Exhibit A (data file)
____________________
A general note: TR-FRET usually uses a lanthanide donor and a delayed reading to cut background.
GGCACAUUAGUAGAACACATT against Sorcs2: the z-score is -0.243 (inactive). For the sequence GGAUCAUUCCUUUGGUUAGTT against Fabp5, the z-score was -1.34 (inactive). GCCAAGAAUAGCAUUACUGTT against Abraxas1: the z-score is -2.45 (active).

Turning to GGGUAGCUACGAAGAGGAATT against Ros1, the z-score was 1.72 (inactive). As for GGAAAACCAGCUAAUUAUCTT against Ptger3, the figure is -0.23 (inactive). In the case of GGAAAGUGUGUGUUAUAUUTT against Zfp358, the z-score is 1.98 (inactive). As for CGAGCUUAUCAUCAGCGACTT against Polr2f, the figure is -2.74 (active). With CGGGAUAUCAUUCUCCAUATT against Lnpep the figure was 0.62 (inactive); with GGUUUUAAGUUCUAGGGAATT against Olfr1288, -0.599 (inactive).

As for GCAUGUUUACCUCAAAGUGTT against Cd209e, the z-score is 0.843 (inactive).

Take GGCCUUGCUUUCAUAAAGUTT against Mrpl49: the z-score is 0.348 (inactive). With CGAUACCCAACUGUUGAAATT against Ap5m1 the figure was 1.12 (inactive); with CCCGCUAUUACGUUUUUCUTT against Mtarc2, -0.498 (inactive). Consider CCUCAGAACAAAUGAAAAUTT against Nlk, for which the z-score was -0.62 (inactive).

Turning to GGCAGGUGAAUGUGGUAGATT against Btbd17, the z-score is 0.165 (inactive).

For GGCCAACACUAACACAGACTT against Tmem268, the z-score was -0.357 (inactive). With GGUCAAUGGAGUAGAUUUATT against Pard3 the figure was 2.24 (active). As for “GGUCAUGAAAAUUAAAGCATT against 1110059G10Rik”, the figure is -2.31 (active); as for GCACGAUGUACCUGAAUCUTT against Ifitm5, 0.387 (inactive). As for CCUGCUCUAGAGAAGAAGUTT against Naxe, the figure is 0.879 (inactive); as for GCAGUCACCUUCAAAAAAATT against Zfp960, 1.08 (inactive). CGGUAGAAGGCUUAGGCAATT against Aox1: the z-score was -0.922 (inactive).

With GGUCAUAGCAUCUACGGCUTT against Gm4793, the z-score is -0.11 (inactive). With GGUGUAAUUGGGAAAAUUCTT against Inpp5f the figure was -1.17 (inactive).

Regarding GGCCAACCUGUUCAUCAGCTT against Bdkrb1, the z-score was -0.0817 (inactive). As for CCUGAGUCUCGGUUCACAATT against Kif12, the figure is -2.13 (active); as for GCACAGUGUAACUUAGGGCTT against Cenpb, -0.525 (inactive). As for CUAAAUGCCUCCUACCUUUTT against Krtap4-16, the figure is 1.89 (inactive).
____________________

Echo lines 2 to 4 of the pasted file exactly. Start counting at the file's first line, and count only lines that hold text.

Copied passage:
GGCACAUUAGUAGAACACATT against Sorcs2: the z-score is -0.243 (inactive). For the sequence GGAUCAUUCCUUUGGUUAGTT against Fabp5, the z-score was -1.34 (inactive). GCCAAGAAUAGCAUUACUGTT against Abraxas1: the z-score is -2.45 (active).

Turning to GGGUAGCUACGAAGAGGAATT against Ros1, the z-score was 1.72 (inactive). As for GGAAAACCAGCUAAUUAUCTT against Ptger3, the figure is -0.23 (inactive). In the case of GGAAAGUGUGUGUUAUAUUTT against Zfp358, the z-score is 1.98 (inactive). As for CGAGCUUAUCAUCAGCGACTT against Polr2f, the figure is -2.74 (active). With CGGGAUAUCAUUCUCCAUATT against Lnpep the figure was 0.62 (inactive); with GGUUUUAAGUUCUAGGGAATT against Olfr1288, -0.599 (inactive).

As for GCAUGUUUACCUCAAAGUGTT against Cd209e, the z-score is 0.843 (inactive).